More on Entrepreneurship/Creators
4 months ago
How to Make $1,037,100 in 4 Months with This Weird Website
One great idea might make you rich.
Imagine having a million-dollar concept in college that made a million.
Alex Tew, 21, from Wiltshire, England, created The Million Dollar Homepage in August 2005. The idea is basic but beyond the ordinary, which is why it worked.
Alex built a 1,000,000-pixel webpage.
Each website pixel would cost $1. Since pixels are hard to discern, he sold 10x10 squares for $100.
He'd make a million if all the spots sold.
He may have thought about NFTs and the Metaverse decades ago.
MillionDollarHomepage.com launched in 2005.
Businesses and individuals could buy a website spot and add their logo, website link, and tagline. You bought an ad, but nobody visited the website.
If a few thousand people visited the website, it could drive traffic to your business's site.
Alex promised buyers the website would be up for 5 years, so it was a safe bet.
Alex's friend with a music website was the first to buy real estate on the site. Within two weeks, 4,700 pixels sold, and a tracker showed how many were sold and available.
Word-of-mouth marketing got the press's attention quickly. Everyone loves reading about new ways to make money, so it was a good news story.
By September, over 250,000 pixels had been sold, according to a BBC press release.
Alex and the website gained more media and public attention, so traffic skyrocketed. Two months after the site launched, 1,400 customers bought more than 500,000 pixels.
Businesses bought online real estate. They heard thousands visited the site, so they could get attention cheaply.
Unless you bought a few squares, I'm not sure how many people would notice your ad or click your link.
A sponge website owner emailed Alex:
“We tried Million Dollar Homepage because we were impressed at the level of ingenuity and the sheer simplicity of it. If we’re honest, we didn’t expect too much from it. Now, as a direct result, we are pitching for £18,000 GBP worth of new clients and have seen our site traffic increase over a hundred-fold. We’re even going to have to upgrade our hosting facility! It’s been exceptional.”
Web.archive.org screenshots show how the website changed.
“The idea is to create something of an internet time capsule: a homepage that is unique and permanent. Everything on the internet keeps changing so fast, it will be nice to have something that stays solid and permanent for many years. You can be a part of that!” Alex Tew, 2005
The last 1,000 pixels were sold on January 1, 2006.
By then, the homepage had hundreds of thousands of monthly visitors. Alex put the last space on eBay due to high demand.
MillionDollarWeightLoss.com won the last pixels for $38,100, bringing revenue to $1,037,100 in 4 months.
Many have tried to replicate this website's success. They've all failed.
This idea only worked because no one had seen this website before.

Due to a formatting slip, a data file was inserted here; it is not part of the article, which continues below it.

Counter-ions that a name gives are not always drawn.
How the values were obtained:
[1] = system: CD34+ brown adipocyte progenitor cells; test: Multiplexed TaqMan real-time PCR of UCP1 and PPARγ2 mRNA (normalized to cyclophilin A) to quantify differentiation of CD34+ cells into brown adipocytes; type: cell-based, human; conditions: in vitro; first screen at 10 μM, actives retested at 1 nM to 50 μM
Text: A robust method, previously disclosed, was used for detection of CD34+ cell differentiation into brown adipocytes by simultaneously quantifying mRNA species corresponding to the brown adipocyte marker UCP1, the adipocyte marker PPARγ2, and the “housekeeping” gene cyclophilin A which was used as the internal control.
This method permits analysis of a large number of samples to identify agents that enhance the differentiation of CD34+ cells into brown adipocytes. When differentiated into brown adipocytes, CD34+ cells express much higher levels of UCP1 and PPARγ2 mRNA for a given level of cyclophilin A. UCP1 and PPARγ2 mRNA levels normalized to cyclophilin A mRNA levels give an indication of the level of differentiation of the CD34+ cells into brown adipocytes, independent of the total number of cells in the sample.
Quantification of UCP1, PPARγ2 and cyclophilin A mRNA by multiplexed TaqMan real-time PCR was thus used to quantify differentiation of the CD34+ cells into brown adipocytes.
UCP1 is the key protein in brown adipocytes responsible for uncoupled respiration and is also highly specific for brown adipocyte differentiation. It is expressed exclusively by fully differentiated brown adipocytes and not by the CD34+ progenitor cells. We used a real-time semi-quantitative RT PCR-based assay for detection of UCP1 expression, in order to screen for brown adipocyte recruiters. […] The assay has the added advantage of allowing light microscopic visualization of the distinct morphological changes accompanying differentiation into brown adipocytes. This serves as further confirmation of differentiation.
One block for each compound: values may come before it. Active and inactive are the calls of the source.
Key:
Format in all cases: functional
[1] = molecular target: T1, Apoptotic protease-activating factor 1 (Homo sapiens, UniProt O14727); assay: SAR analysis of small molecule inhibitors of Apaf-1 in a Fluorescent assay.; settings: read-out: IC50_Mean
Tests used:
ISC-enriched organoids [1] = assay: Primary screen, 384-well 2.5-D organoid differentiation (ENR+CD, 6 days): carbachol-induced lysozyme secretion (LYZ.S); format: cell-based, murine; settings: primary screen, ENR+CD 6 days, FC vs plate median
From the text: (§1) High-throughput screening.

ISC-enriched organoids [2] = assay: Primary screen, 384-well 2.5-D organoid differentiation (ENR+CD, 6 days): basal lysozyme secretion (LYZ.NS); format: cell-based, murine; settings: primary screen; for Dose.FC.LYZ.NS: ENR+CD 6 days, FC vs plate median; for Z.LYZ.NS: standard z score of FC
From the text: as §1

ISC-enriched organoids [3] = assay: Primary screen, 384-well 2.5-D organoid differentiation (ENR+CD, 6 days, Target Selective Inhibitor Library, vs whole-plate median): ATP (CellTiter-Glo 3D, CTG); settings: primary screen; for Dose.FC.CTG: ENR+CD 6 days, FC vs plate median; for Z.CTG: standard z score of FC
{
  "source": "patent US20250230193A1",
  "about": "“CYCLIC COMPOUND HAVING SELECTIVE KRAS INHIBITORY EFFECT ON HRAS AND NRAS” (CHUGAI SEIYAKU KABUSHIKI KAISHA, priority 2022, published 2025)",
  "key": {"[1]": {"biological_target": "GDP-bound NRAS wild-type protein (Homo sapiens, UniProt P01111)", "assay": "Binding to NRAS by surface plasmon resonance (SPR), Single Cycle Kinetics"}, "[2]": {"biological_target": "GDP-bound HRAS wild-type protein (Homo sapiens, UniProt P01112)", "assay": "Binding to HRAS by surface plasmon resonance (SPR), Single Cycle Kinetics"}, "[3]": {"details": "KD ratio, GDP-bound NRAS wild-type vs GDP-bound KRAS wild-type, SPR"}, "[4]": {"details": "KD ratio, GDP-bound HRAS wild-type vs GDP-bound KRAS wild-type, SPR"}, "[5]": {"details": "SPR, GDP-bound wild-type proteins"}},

This winner won't be repeated, but it should inspire you to try something new and creative.
Still popular, you could buy one of the linked domains. You can't buy pixels, but you can buy an expired domain.
One link I clicked costs $59,888.
You'd own a piece of internet history if you spent that much on a domain.
Someone bought stablesgallery.co.uk after the domain expired and restored it.
Many of the linked websites have expired or been redirected, but some still link to the original. I couldn't find sponge's website. Can you?
This is a great example of how a simple creative idea can go viral.
Comment on this amazing success story.
21 days ago
Billionaire who was disgraced lost his wealth more quickly than anyone in history
If you're not genuine, you'll be revealed.
Sam Bankman-Fried (SBF) was called the Cryptocurrency Warren Buffet.
SBF's trading expertise, Blockchain knowledge, and ability to construct FTX attracted mainstream investors.
He had a fantastic worldview, donating much of his riches to charity.
As the onion layers peel back, it's clear he wasn't the altruistic media figure he portrayed.
SBF's mistakes were disastrous.
Customer deposits were traded and borrowed by him.
With ten other employees, he shared a $40 million mansion where they all had polyamorous relationships.
Tone-deaf and wasteful marketing expenditures, such as the $200 million spent to change the name of the Miami Heat stadium to the FTX Arena
Democrats received a $40 million campaign gift.
And now there seems to be no regret.
FTX was a 32-billion-dollar cryptocurrency exchange.
It went bankrupt practically overnight.
SBF, FTX's creator, exploited client funds to leverage trade.
FTX had $1 billion in customer withdrawal reserves against $9 billion in liabilities in sister business Alameda Research.
Bloomberg Billionaire Index says it's the largest and fastest net worth loss in history.
It gets worse.
SBF's net worth is $900 Million, however he must still finalize FTX's bankruptcy.
SBF's arrest in the Bahamas and SEC inquiry followed news that his cryptocurrency exchange had crashed, losing billions in customer deposits.
A journalist contacted him on Twitter D.M., and their exchange is telling.
His ideas are revealed.
Kelsey Piper says they didn't expect him to answer because people under investigation don't comment.
Bankman-Fried wanted to communicate, and the interaction shows he has little remorse.
SBF talks honestly about FTX gaming customers' money and insults his competition.
Reporter Kelsey Piper was outraged by what he said and felt the mistakes SBF says plague him didn't evident in the messages.
Before FTX's crash, SBF was a poster child for Cryptocurrency regulation and avoided criticizing U.S. regulators.
He tells Piper that his lobbying is just excellent PR.